I am starting a new unit that is not in my curriculum. I had a student interested in reading about the Holocaust. I gave her a book and she started talking about it to her friends. Then she shared the book during our Morning Meeting. More and more students started asking me about the Holocaust. Finally, I asked them if they wanted to really learn about it. They all said yes.
So here I am, wondering how in the world I am going to fit this into my already overloaded schedule. I put it off for a week, hoping they would forget. They didn't. So I thought I would bring it into reading. Instead of doing a genre study, we would do a topic study. Sounds good. In fact, I could even bring the topic into writing if I had them research and write about their findings. Hmmm. I could get away with this.
I gathered as many fiction and non-fiction books I could on the topic, had them choose books and asked them to get together with their reading partners to decide what they really wanted to learn about. They each chose an essential question (Do you like my use of teacher language there?) and began.
But I still wasn't sure what I wanted the purpose to be. Yes, they wanted to learn about the Holocaust. Yes, I was going to have them do some great work reading and writing about it. But what was the point of it all. And then I figured it out. Propaganda.
If I had them learn all about the Holocaust through the lens of propaganda....Hitler was incredibly successful because of propaganda. What if we studied advertising, looking at propaganda today? Diane Cordell gave me some great links, the best of which was icivics.org. What if we talked politics today? John Boehner gave me great fodder by calling the sequester, "Obama's Sequester." What if we looked back at the Civil Rights Movement? Teaching Tolerance's movie about The Children's March helped here. How is this propaganda? Can the children learn from this? Can we use propaganda to create posters in the school convincing kids to be upstanders against bullies (we are reading about bullies this month as a school)?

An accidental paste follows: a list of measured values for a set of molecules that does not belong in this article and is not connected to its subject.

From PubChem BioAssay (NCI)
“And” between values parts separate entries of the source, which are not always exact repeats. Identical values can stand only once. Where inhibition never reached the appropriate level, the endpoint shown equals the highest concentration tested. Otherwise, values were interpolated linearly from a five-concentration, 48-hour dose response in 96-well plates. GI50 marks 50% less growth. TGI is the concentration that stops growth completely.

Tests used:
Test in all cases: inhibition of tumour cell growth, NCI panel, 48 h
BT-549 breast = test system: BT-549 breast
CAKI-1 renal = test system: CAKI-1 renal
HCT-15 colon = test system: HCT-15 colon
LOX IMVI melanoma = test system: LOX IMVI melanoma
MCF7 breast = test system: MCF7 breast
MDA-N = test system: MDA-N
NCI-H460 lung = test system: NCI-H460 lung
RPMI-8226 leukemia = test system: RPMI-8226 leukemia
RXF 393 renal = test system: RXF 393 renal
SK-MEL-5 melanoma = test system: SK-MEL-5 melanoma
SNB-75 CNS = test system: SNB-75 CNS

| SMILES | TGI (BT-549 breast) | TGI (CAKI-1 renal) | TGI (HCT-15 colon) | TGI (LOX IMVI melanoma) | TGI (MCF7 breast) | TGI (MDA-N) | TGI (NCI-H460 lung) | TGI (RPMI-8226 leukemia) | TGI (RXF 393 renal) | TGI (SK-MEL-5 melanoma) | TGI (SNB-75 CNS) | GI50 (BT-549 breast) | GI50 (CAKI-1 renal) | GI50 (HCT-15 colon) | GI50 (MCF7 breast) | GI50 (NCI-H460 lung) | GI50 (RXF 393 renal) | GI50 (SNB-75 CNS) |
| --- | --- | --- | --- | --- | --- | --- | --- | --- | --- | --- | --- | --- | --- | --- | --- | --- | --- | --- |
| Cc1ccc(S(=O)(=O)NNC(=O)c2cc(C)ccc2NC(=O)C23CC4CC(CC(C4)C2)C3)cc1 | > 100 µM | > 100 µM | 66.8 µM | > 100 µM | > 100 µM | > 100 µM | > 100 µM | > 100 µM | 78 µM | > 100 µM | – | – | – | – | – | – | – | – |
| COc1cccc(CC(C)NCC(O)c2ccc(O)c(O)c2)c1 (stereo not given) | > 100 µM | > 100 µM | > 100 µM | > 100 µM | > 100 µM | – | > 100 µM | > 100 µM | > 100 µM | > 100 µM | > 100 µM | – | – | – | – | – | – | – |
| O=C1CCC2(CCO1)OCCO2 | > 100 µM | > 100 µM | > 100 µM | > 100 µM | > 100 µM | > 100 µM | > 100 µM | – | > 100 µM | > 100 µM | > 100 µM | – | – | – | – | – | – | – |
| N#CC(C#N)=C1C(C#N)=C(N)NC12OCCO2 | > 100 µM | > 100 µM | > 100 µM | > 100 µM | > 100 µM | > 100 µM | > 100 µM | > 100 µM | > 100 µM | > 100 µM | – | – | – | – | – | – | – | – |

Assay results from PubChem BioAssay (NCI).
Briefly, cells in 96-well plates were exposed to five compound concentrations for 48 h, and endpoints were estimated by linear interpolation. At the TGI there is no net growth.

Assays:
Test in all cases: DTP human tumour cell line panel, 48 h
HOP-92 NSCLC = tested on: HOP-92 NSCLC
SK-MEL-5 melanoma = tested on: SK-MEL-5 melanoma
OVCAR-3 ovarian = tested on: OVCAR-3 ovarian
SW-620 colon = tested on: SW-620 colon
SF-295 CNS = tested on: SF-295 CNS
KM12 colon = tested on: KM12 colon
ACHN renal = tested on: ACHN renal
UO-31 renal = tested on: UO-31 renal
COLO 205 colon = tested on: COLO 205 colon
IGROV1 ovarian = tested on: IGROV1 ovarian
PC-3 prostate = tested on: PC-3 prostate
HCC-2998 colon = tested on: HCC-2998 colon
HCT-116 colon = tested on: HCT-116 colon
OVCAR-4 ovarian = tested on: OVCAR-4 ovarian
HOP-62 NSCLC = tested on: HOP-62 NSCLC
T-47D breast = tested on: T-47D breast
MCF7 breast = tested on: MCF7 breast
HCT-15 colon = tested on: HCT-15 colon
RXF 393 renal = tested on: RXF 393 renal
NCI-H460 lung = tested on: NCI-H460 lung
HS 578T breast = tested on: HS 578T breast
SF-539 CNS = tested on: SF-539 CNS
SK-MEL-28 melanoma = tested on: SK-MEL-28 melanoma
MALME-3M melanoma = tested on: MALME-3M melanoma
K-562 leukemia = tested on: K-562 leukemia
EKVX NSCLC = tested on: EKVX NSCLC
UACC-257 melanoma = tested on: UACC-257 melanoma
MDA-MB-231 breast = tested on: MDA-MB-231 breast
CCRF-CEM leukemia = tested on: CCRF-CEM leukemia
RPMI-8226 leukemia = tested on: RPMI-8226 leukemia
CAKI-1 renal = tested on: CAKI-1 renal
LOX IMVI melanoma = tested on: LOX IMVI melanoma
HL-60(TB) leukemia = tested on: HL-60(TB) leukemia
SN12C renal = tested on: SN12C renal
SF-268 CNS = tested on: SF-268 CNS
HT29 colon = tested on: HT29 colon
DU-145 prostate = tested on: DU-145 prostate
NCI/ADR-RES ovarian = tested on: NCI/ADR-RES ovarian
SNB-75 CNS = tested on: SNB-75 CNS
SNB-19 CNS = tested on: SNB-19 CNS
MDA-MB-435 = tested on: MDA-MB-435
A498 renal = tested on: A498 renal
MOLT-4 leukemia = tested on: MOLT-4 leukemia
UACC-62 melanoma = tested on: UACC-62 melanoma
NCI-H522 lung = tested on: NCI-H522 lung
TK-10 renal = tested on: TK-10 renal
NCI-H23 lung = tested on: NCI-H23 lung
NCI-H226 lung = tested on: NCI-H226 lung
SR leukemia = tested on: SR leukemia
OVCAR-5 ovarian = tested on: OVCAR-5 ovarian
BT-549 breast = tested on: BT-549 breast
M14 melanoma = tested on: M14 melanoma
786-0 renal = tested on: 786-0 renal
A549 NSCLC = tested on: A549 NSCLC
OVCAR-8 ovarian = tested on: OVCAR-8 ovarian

We started the project, they kids are loving it, focused, enthusiastic, reading, writing, researching, and learning. I know that I have linked it to my curriculum so I can feel comfortable with it. But it still felt like I was doing something wrong. Until I started to think about why I teach.
I don't teach so the children will do well on state tests. I don't teach so I will get a good score on my APPR assessment. I certainly don't do it for the fame and fortune. I teach because I want my world to be better and I hope that my students will be the ones to make it so.
How then does a unit on the Holocaust and propaganda help? Maybe they can learn that everything they hear about how Muslims want to harm Americans doesn't pertain to most Muslims and "Y", the lone Muslim in my class can be proud of his religion instead of ashamed of it. Maybe they can learn that not all Latin Americans are living on welfare and taking from our government. Then "J" won't have to feel uncomfortable telling people she is from Ecuador. Maybe they will learn to be aware of news reports, commercials, and magazine ads, knowing that they might have a skewed perspective that cannot always be trusted. And maybe, just maybe, they will make this world a better place for all this learning.
I don't teach so my students will learn to read and write for a test. But preparing them for a test doesn't mean I have to give up all the reasons I do teach. I want my students to be better. I am counting on them to save us all.
Why do you teach?